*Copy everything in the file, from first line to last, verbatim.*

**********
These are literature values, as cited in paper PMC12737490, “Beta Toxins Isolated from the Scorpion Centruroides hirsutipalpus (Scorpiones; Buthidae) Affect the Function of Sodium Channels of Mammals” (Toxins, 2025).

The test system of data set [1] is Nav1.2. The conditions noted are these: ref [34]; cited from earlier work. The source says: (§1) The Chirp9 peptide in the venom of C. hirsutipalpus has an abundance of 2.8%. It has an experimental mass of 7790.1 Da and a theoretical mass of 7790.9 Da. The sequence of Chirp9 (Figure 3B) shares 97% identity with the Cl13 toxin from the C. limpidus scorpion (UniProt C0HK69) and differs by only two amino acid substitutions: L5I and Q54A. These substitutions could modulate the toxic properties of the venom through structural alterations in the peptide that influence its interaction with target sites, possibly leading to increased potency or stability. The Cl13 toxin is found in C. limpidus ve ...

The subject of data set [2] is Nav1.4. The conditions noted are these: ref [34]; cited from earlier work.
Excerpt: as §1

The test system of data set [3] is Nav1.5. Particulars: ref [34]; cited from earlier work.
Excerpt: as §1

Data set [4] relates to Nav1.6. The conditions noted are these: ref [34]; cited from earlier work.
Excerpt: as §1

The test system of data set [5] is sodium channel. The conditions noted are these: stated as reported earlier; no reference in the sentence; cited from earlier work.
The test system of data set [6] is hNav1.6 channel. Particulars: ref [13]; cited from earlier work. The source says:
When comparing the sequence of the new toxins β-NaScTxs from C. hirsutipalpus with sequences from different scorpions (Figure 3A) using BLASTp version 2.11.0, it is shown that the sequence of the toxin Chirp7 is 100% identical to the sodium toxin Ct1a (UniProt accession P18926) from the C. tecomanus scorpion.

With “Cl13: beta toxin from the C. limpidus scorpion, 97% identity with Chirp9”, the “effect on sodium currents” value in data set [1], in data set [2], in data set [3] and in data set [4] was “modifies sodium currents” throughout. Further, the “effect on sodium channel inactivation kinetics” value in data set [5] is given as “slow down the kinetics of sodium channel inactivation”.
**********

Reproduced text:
These are literature values, as cited in paper PMC12737490, “Beta Toxins Isolated from the Scorpion Centruroides hirsutipalpus (Scorpiones; Buthidae) Affect the Function of Sodium Channels of Mammals” (Toxins, 2025).

The test system of data set [1] is Nav1.2. The conditions noted are these: ref [34]; cited from earlier work. The source says: (§1) The Chirp9 peptide in the venom of C. hirsutipalpus has an abundance of 2.8%. It has an experimental mass of 7790.1 Da and a theoretical mass of 7790.9 Da. The sequence of Chirp9 (Figure 3B) shares 97% identity with the Cl13 toxin from the C. limpidus scorpion (UniProt C0HK69) and differs by only two amino acid substitutions: L5I and Q54A. These substitutions could modulate the toxic properties of the venom through structural alterations in the peptide that influence its interaction with target sites, possibly leading to increased potency or stability. The Cl13 toxin is found in C. limpidus ve ...

The subject of data set [2] is Nav1.4. The conditions noted are these: ref [34]; cited from earlier work.
Excerpt: as §1

The test system of data set [3] is Nav1.5. Particulars: ref [34]; cited from earlier work.
Excerpt: as §1

Data set [4] relates to Nav1.6. The conditions noted are these: ref [34]; cited from earlier work.
Excerpt: as §1

The test system of data set [5] is sodium channel. The conditions noted are these: stated as reported earlier; no reference in the sentence; cited from earlier work.
The test system of data set [6] is hNav1.6 channel. Particulars: ref [13]; cited from earlier work. The source says:
When comparing the sequence of the new toxins β-NaScTxs from C. hirsutipalpus with sequences from different scorpions (Figure 3A) using BLASTp version 2.11.0, it is shown that the sequence of the toxin Chirp7 is 100% identical to the sodium toxin Ct1a (UniProt accession P18926) from the C. tecomanus scorpion.

With “Cl13: beta toxin from the C. limpidus scorpion, 97% identity with Chirp9”, the “effect on sodium currents” value in data set [1], in data set [2], in data set [3] and in data set [4] was “modifies sodium currents” throughout. Further, the “effect on sodium channel inactivation kinetics” value in data set [5] is given as “slow down the kinetics of sodium channel inactivation”.